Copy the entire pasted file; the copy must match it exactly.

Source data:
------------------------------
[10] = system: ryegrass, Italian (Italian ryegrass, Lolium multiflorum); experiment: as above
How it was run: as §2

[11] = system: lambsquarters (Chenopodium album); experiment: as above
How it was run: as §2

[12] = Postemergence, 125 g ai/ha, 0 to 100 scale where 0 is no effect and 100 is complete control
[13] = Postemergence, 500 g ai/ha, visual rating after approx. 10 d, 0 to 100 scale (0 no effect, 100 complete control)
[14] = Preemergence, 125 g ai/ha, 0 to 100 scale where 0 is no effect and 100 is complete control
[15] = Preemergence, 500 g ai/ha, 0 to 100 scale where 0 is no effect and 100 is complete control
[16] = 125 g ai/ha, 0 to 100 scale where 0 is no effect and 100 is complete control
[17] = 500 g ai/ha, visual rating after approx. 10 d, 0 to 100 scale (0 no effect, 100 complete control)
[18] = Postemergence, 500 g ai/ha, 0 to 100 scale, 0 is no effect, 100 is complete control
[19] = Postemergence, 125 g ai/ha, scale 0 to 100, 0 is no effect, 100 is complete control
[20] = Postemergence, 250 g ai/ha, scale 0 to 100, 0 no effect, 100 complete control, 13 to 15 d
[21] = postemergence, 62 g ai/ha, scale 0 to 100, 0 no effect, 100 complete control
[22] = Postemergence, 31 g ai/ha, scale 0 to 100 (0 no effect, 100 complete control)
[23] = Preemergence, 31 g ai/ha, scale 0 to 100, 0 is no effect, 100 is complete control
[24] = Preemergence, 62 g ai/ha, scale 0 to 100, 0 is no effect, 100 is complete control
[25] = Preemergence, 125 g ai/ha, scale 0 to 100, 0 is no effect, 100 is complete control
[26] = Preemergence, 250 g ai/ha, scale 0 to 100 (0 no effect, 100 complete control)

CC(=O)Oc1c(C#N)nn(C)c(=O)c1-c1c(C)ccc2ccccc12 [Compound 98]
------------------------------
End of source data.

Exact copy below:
[10] = system: ryegrass, Italian (Italian ryegrass, Lolium multiflorum); experiment: as above
How it was run: as §2

[11] = system: lambsquarters (Chenopodium album); experiment: as above
How it was run: as §2

[12] = Postemergence, 125 g ai/ha, 0 to 100 scale where 0 is no effect and 100 is complete control
[13] = Postemergence, 500 g ai/ha, visual rating after approx. 10 d, 0 to 100 scale (0 no effect, 100 complete control)
[14] = Preemergence, 125 g ai/ha, 0 to 100 scale where 0 is no effect and 100 is complete control
[15] = Preemergence, 500 g ai/ha, 0 to 100 scale where 0 is no effect and 100 is complete control
[16] = 125 g ai/ha, 0 to 100 scale where 0 is no effect and 100 is complete control
[17] = 500 g ai/ha, visual rating after approx. 10 d, 0 to 100 scale (0 no effect, 100 complete control)
[18] = Postemergence, 500 g ai/ha, 0 to 100 scale, 0 is no effect, 100 is complete control
[19] = Postemergence, 125 g ai/ha, scale 0 to 100, 0 is no effect, 100 is complete control
[20] = Postemergence, 250 g ai/ha, scale 0 to 100, 0 no effect, 100 complete control, 13 to 15 d
[21] = postemergence, 62 g ai/ha, scale 0 to 100, 0 no effect, 100 complete control
[22] = Postemergence, 31 g ai/ha, scale 0 to 100 (0 no effect, 100 complete control)
[23] = Preemergence, 31 g ai/ha, scale 0 to 100, 0 is no effect, 100 is complete control
[24] = Preemergence, 62 g ai/ha, scale 0 to 100, 0 is no effect, 100 is complete control
[25] = Preemergence, 125 g ai/ha, scale 0 to 100, 0 is no effect, 100 is complete control
[26] = Preemergence, 250 g ai/ha, scale 0 to 100 (0 no effect, 100 complete control)

CC(=O)Oc1c(C#N)nn(C)c(=O)c1-c1c(C)ccc2ccccc12 [Compound 98]